Ward Heneveld, an expert in education in the developing world, will join the Global Development Program of the William and Flora Hewlett Foundation as a program officer, the program’s director, Smita Singh, announced today.

“I’m so pleased to have Ward join us,” Singh said. “I’m confident that his broad experience and hands-on know-how will further the strategic goals of the Global Development Program.”

Heneveld, who has a PhD in educational planning from Harvard University, will work on the Global Development Program’s efforts to improve the quality of education in the developing world, which the Hewlett Foundation is pursuing in a partnership with the Bill & Melinda Gates Foundation.

 “There are organizations with inadequate support that are doing great things to improve education in the developing world,” Heneveld said. “If we can help them, we’ll not only improve the prospects of a lot of people, we’ll also provide some creative examples to improve the whole field. I’m excited to be part of that.”

The Gates Foundation made a grant of $40 million over five years to the Hewlett Foundation to design a strategy and administer grants to improve learning outcomes mostly in sub-Saharan Africa and South Asia. Those regions have the lowest levels of student achievement in the world.  The Hewlett Foundation has committed at least an additional $20 million to the work. The work will fund large-scale demonstration projects to develop techniques to improve the quality of education that can be applied elsewhere in the world.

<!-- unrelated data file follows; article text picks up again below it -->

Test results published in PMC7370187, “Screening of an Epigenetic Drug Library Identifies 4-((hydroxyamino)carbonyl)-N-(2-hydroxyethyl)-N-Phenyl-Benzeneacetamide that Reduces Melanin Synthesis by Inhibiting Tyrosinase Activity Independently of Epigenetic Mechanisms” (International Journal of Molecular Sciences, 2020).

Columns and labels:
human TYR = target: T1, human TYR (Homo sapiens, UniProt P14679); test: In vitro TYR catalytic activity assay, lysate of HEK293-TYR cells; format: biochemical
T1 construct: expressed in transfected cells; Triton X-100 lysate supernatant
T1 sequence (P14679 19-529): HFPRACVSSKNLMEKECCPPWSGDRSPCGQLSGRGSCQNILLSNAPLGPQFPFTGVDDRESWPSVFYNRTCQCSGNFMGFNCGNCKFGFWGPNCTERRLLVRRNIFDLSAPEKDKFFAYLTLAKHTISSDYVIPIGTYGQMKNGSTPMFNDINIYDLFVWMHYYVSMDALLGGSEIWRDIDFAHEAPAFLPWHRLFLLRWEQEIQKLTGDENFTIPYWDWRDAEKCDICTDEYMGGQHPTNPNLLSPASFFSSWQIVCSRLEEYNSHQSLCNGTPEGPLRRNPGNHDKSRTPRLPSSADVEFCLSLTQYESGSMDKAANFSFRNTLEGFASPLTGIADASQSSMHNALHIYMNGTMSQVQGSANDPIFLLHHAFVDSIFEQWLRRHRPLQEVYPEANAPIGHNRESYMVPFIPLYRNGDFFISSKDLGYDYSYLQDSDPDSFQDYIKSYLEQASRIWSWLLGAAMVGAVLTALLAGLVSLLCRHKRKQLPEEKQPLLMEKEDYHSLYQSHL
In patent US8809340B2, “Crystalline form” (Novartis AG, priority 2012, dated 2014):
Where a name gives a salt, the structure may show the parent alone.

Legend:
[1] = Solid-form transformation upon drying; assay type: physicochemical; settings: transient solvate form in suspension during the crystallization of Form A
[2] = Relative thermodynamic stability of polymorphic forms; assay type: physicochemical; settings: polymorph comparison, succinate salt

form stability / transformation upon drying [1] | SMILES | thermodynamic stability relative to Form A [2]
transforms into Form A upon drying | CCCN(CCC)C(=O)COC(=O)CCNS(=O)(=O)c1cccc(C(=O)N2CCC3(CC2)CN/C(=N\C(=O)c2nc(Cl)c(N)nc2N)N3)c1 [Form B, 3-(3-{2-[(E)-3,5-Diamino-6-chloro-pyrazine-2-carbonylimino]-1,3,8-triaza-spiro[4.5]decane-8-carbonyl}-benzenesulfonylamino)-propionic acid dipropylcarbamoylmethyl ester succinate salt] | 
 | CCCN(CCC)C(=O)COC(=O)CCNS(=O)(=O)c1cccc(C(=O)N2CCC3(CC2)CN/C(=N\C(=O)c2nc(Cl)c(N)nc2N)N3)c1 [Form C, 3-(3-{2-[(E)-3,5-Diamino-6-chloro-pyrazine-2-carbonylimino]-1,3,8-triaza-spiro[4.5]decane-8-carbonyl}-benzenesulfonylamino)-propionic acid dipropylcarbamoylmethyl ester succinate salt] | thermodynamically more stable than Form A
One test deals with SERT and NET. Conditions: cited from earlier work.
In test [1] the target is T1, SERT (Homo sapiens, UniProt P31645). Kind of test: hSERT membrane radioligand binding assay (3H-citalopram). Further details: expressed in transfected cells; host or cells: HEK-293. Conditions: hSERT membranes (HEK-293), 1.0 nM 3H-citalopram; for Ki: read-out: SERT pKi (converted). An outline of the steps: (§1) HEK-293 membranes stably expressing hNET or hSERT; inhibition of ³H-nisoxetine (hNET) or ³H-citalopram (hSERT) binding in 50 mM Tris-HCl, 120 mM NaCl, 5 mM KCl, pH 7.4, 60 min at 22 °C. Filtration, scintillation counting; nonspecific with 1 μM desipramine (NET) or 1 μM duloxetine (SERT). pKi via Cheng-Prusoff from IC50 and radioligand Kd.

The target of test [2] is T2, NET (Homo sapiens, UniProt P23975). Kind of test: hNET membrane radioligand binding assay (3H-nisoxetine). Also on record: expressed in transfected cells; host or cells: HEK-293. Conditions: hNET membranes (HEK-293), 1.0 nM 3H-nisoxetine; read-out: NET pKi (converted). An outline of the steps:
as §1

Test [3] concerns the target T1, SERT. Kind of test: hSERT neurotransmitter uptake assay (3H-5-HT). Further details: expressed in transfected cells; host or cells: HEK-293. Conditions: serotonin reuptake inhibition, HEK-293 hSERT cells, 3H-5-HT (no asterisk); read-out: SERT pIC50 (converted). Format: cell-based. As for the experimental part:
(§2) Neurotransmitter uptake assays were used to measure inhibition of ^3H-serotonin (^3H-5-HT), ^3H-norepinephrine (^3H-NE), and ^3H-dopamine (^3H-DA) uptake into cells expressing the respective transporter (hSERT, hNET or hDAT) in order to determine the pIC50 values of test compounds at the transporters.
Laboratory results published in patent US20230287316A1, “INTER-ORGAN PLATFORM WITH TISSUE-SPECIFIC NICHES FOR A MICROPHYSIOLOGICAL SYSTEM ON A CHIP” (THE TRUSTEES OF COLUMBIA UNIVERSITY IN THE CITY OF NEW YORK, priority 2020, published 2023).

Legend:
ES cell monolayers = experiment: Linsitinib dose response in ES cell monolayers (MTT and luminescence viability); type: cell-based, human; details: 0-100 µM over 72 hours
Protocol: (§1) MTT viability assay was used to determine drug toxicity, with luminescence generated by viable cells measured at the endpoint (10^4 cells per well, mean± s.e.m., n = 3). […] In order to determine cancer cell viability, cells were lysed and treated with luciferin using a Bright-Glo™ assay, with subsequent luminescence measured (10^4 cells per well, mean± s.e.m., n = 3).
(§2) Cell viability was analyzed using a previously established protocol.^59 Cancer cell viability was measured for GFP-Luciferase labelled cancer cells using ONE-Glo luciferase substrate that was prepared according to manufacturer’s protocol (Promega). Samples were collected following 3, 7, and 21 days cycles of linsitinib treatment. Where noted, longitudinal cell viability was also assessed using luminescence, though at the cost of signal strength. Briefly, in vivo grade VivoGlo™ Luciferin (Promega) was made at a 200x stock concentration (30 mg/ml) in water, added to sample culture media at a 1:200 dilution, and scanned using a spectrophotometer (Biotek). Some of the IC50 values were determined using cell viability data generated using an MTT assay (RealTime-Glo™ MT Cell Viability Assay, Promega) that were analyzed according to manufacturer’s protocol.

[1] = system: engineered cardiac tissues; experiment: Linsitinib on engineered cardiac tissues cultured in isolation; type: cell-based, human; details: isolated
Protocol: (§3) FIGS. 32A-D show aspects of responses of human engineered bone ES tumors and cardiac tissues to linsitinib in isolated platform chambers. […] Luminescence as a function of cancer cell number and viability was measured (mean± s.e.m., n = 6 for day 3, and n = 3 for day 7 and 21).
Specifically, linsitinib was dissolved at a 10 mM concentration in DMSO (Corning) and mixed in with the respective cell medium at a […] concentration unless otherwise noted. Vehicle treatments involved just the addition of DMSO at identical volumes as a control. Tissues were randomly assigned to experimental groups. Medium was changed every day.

Among Heneveld’s responsibilities as a program officer, he will identify potential grantees and help implement the Program’s overall strategy for improving education in the developing world.

He comes to the Foundation from a stint as a private consultant on a broad range of educational issues, from helping to design distance learning program for teachers in rural Romania to chairing a World Bank review of its assistance to education in Nigeria. For most of the 1990s Heneveld worked as an education expert on the staff at the World Bank.

Earlier in his career, he worked as a secondary school headmaster in Kenya and a teacher trainer in Vermont, as head of the School for International Training, in Brattleboro, Vermont; and as director of education programs at the Aga Khan Foundation in Geneva, Switzerland, among many other positions.

He is a graduate of Pomona College with a BA in history and received a diploma in education from Makerere University College in Kampala, Uganda, before receiving his doctorate in educational planning at Harvard’s Center for Studies in Education and Development.

The Hewlett Foundation’s Global Development Program makes grants to promote equitable growth in the developing world. It does this through grants to improve the effectiveness of aid, increase transparency and accountability in the provision of basic services to the poor, support reforms in agricultural policy to help farmers, and raise the quality of education.

About the William and Flora Hewlett Foundation
The William and Flora Hewlett Foundation has been making grants since 1967 to help solve social and environmental problems at home and around the world.  The Foundation concentrates its resources on activities in education, environment, global development, performing arts, philanthropy, population, and makes grants to support disadvantaged communities in the San Francisco Bay Area.  A full list of all the Hewlett Foundation’s grants can be found here.